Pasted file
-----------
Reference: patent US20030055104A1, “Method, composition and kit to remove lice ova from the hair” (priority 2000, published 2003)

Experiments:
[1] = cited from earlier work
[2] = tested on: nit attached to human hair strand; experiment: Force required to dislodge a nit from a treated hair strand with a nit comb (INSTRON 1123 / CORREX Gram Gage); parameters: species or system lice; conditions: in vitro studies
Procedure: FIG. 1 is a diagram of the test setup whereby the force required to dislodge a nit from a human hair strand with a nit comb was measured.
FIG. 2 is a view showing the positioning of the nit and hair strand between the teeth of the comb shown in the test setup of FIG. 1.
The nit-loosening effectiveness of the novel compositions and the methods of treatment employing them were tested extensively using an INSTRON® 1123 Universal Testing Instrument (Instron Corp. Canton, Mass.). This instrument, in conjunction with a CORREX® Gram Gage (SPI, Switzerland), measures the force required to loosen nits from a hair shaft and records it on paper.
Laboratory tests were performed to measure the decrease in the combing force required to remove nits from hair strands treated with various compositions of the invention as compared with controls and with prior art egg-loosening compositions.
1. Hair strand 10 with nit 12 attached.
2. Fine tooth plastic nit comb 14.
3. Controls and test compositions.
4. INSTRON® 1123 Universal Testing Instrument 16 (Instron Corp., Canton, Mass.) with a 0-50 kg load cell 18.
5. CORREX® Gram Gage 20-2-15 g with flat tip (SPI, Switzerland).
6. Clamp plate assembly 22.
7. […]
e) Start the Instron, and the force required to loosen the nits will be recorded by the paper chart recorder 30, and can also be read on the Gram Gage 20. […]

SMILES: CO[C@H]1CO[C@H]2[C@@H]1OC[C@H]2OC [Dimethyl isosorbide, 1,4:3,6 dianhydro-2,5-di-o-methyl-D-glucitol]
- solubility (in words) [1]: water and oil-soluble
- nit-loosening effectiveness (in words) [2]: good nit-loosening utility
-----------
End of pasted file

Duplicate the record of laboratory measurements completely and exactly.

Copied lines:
Reference: patent US20030055104A1, “Method, composition and kit to remove lice ova from the hair” (priority 2000, published 2003)

Experiments:
[1] = cited from earlier work
[2] = tested on: nit attached to human hair strand; experiment: Force required to dislodge a nit from a treated hair strand with a nit comb (INSTRON 1123 / CORREX Gram Gage); parameters: species or system lice; conditions: in vitro studies
Procedure: FIG. 1 is a diagram of the test setup whereby the force required to dislodge a nit from a human hair strand with a nit comb was measured.
FIG. 2 is a view showing the positioning of the nit and hair strand between the teeth of the comb shown in the test setup of FIG. 1.
The nit-loosening effectiveness of the novel compositions and the methods of treatment employing them were tested extensively using an INSTRON® 1123 Universal Testing Instrument (Instron Corp. Canton, Mass.). This instrument, in conjunction with a CORREX® Gram Gage (SPI, Switzerland), measures the force required to loosen nits from a hair shaft and records it on paper.
Laboratory tests were performed to measure the decrease in the combing force required to remove nits from hair strands treated with various compositions of the invention as compared with controls and with prior art egg-loosening compositions.
1. Hair strand 10 with nit 12 attached.
2. Fine tooth plastic nit comb 14.
3. Controls and test compositions.
4. INSTRON® 1123 Universal Testing Instrument 16 (Instron Corp., Canton, Mass.) with a 0-50 kg load cell 18.
5. CORREX® Gram Gage 20-2-15 g with flat tip (SPI, Switzerland).
6. Clamp plate assembly 22.
7. […]
e) Start the Instron, and the force required to loosen the nits will be recorded by the paper chart recorder 30, and can also be read on the Gram Gage 20. […]

SMILES: CO[C@H]1CO[C@H]2[C@@H]1OC[C@H]2OC [Dimethyl isosorbide, 1,4:3,6 dianhydro-2,5-di-o-methyl-D-glucitol]
- solubility (in words) [1]: water and oil-soluble
- nit-loosening effectiveness (in words) [2]: good nit-loosening utility